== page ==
“Mr. Wes, can you please borrow me $2?” asked a boy in grade 12 as I was walking home.  He was standing with a group of friends, each smiling to see how I’d react to this boy's request.  Getting asked for money was something I’d grown accustomed to in rural Namibia, and from time to time I’d get asked by some of the kids at school.  Interestingly enough, no matter where I went, everyone would always ask for $2.  Not $1, $3, or $4 - $2 seemed to be the standardized panhandling amount.  I had a longstanding precedence never to give learners money.  However, the education was free.  And if they asked me like this, I’d always correct them.

“You mean to say lend,” I told the boy.  “Borrow means to take something.  Lend means to give something.  So what should the question be?” I asked.

“Mr. Wes, can you lend me $2?” the boy appropriately corrected himself.  I told him good job and patted him on the shoulder.  He looked proud, and probably thought I may actually give him the money.  However, the lesson was not over.

“Now you realize,” I continued, “that in either case, the intention is that you’re going to return the money.  In this case, you plan to pay me back the $2.”

“Ouh, sir, but you are very rich!” the boy protested, and some of the others laughed.

“Nevertheless, if you ask me to lend you $2, then it means you plan to pay me back.  Now do you want to pay me back?”

“Of course not,” the boy said with a smile. 

“Okay, then what should you ask me?” 

The boy contemplated this for a moment.  I think he thought I was trying to trick him.  He looked to his peers for some assistance.  Finally, one of the boys said, “Have…use have.”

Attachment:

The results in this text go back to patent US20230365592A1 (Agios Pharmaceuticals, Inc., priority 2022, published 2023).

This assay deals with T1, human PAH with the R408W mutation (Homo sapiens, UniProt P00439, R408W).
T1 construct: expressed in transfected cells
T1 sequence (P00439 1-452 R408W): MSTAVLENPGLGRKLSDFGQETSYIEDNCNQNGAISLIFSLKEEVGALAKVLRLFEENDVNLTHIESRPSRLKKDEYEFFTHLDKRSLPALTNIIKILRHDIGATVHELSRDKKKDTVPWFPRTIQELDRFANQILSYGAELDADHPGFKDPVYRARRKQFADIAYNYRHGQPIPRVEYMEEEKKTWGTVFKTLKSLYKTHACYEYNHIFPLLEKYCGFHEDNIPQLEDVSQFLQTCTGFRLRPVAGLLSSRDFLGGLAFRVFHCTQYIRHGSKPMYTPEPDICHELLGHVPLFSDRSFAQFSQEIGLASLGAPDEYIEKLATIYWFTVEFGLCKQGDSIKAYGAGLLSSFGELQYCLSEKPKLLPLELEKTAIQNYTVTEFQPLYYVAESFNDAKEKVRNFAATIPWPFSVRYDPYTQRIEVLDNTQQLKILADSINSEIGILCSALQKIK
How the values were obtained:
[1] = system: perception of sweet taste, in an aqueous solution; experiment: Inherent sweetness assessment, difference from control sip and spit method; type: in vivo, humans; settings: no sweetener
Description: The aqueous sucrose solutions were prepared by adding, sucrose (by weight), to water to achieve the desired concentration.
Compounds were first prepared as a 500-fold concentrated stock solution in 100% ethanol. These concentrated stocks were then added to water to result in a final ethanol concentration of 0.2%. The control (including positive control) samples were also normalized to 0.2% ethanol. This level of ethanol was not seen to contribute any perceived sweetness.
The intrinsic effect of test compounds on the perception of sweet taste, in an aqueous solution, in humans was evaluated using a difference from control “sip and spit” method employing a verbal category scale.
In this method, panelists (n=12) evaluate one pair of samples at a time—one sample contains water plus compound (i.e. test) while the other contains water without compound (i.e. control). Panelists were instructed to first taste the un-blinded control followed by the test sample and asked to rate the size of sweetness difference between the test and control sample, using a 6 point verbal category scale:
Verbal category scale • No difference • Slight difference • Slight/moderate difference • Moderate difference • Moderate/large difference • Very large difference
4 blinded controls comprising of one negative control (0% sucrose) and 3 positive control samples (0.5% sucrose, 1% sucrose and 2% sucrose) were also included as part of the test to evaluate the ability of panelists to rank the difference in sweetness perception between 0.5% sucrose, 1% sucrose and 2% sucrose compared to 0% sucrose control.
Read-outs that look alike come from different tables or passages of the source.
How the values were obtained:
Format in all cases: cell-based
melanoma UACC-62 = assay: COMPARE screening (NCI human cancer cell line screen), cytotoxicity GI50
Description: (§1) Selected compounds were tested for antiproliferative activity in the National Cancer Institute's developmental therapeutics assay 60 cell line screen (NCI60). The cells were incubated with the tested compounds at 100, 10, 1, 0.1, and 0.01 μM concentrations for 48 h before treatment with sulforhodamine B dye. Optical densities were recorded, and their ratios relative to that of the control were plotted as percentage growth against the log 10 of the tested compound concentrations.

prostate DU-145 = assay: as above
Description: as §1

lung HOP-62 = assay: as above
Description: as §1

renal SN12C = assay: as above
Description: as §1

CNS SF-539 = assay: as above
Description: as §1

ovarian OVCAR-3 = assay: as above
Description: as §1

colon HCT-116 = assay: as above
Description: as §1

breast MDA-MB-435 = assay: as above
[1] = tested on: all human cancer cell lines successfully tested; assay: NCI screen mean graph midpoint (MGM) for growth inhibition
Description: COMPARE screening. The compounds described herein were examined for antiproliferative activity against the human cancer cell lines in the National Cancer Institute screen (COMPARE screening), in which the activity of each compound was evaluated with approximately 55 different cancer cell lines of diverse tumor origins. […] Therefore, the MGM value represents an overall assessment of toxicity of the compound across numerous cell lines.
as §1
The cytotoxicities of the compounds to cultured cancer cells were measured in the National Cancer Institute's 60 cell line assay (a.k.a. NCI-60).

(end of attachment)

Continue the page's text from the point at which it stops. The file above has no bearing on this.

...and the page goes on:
The boy turned to me again and asked, “Sir, can I have $2?”

Now we were getting somewhere.  I’m not sure if this little lend/borrow exercise would actually stick, but it was a common mistake that continuously needed to be addressed.  Of course, in the end, all the boy would have was an explanation.  But then again, most would agree that education is priceless.

Tuesday, July 15, 2014

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Namibia is a country of intrigue and mystique. Many of the country’s regions are economically deprived, but rich with culture and tradition. For one year, Wes Weston lives and teaches out in the rural countryside. Water and electricity are intermittent, donkeys and livestock roam the school grounds, and the pace of life is almost at a standstill. But Weston learns invaluable lessons in this new environment, ultimately discovering that perhaps one person can’t change the world, but the world can certainly change one person. 

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Saturday, June 21, 2014

The Rain is Raining (An example of World Englishes)

When I began teaching in Namibia, it didn't take long before the rainy season fell upon us in full force.  In Namibia, the core of the rainy season lasts from January to March.  However, the true effects may not be felt until April or May, as the flood-waters from Angola rush over the border and fill the oshanas (the Ovambo word for flood plain).